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Trade War May Be A Boon For Gold Bugs

This article was originally published on ETFTrends.com.

Against the current backdrop of the U.S. trade war with China, and the fear and uncertainty that accompany the rampant volatility and the worst May selloff for stocks in 50 years now, gold prices will continue to rise this year, according to one financial executive.

Neil Pereira, principal investment officer of the International Financial Corporation (IFC), shared his thoughts on the precious metals landscape with Kitco News on the sidelines of the Mines and Money conference in New York.

According to Kitco, “In the last year, we saw gold prices fall,” he noted. “But in the last quarter of this year, we’ve seen a big increase and I think that’s partly driven by expectations of reduced long-term interest rates.”

Gold is currently up about 1% on the day, and Pereira’s comments come a few days after Federal Reserve Bank President, James Bullard, announced that a rate cut was appearing as a more and more attractive option, as it could potentially resolve issues of inflation and gain credibility for US markets.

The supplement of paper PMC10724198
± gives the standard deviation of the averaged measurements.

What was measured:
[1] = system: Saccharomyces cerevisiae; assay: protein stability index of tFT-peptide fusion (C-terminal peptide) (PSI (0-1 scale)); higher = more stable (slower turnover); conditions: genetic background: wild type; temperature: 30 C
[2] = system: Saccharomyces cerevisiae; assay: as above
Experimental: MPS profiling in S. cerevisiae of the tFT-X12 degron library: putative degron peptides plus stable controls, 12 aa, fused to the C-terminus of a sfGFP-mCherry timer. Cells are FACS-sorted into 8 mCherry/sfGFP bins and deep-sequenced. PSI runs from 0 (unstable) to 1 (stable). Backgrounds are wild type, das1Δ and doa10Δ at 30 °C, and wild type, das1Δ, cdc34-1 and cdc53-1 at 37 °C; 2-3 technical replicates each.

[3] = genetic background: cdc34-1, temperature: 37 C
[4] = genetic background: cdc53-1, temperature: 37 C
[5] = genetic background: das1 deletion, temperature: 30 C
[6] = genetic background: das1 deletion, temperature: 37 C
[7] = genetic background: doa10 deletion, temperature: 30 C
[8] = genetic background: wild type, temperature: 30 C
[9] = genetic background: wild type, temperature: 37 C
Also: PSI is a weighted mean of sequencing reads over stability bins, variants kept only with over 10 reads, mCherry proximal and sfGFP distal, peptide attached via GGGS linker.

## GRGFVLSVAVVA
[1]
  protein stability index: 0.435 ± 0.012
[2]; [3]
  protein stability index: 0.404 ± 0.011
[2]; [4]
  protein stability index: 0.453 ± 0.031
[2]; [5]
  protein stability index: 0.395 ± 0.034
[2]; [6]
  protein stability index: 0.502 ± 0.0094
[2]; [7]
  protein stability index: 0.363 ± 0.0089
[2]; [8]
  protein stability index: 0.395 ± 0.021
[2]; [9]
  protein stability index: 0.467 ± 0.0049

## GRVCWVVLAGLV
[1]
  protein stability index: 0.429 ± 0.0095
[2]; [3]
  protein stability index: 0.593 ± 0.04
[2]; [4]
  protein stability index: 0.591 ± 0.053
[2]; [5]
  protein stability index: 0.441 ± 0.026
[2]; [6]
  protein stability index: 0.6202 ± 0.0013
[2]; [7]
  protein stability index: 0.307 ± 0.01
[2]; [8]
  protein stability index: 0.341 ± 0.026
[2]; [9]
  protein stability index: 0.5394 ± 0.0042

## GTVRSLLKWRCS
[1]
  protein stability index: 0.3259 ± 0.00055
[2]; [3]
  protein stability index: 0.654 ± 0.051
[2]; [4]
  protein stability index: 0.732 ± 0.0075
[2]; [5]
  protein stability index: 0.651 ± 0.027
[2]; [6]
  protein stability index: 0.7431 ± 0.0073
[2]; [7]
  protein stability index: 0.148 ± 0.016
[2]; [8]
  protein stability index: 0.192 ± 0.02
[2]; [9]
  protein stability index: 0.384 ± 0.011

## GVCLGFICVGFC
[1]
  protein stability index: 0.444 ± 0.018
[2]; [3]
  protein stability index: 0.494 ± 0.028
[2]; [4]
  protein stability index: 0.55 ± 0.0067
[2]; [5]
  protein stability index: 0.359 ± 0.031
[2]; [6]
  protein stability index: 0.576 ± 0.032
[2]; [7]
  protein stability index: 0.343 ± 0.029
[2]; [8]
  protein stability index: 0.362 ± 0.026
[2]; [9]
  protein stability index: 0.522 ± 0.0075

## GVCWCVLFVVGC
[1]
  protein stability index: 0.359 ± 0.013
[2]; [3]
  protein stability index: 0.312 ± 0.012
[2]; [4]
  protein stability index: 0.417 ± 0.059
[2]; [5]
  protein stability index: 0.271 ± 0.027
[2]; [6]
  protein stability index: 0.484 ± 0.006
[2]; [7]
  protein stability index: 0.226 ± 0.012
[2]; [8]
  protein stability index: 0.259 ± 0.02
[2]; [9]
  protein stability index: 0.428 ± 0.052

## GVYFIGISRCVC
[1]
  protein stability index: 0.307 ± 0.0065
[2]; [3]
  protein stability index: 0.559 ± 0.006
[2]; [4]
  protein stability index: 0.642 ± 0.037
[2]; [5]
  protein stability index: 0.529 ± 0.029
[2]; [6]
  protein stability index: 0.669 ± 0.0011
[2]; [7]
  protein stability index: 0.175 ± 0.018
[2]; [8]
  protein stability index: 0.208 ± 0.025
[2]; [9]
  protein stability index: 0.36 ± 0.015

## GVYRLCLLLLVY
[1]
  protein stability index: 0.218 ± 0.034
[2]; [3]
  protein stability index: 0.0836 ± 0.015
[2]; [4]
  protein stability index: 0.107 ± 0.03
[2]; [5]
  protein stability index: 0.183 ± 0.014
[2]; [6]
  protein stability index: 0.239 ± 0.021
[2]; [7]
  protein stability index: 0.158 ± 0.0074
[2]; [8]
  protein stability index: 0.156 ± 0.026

However, interest rates are not the only factor affecting gold prices, according to Pereira. “We’ve seen investors going back into the ETFs, we’ve seen central banks in China, Russia, Turkey, and India all increasing their purchases,” he explained.

“Over the course of the next year, we’d expect to see gold continue to rise,” Pereira added. Bounded by supply and demand constraints, he noted that although the market has been in balance for some time, the future includes long-term supply increases.

Although the SPDR Gold Shares (GLD), SPDR Gold MiniShares (GLDM) and other bullion-backed exchange traded products recently showed some signs of life, gold ETFs need to close higher in May or risk extending the monthly losing streak to four months.

“At Friday’s close of $120.65, GLD was down 0.5% on a month-to-date basis. It’s still early innings, but another negative return in May would mark GLD’s fourth monthly loss in a row — its longest losing streak since the six-month slump that kicked off last April,” according to Schaeffer’s Investment Research.

“From a seasonality perspective, the odds are stacked against GLD. Over the past decade, GLD has closed the month of May on positive ground only 30% of the time, and its average return for the month is a decline of 1.10%,” reports Schaeffer’s. “Based on April’s close, another ‘average’ May for GLD would place the shares around $119.87 by month’s end — which would mark its first monthly close below $120 since last November, incidentally.”

For more gold news and strategy, visit our gold category.

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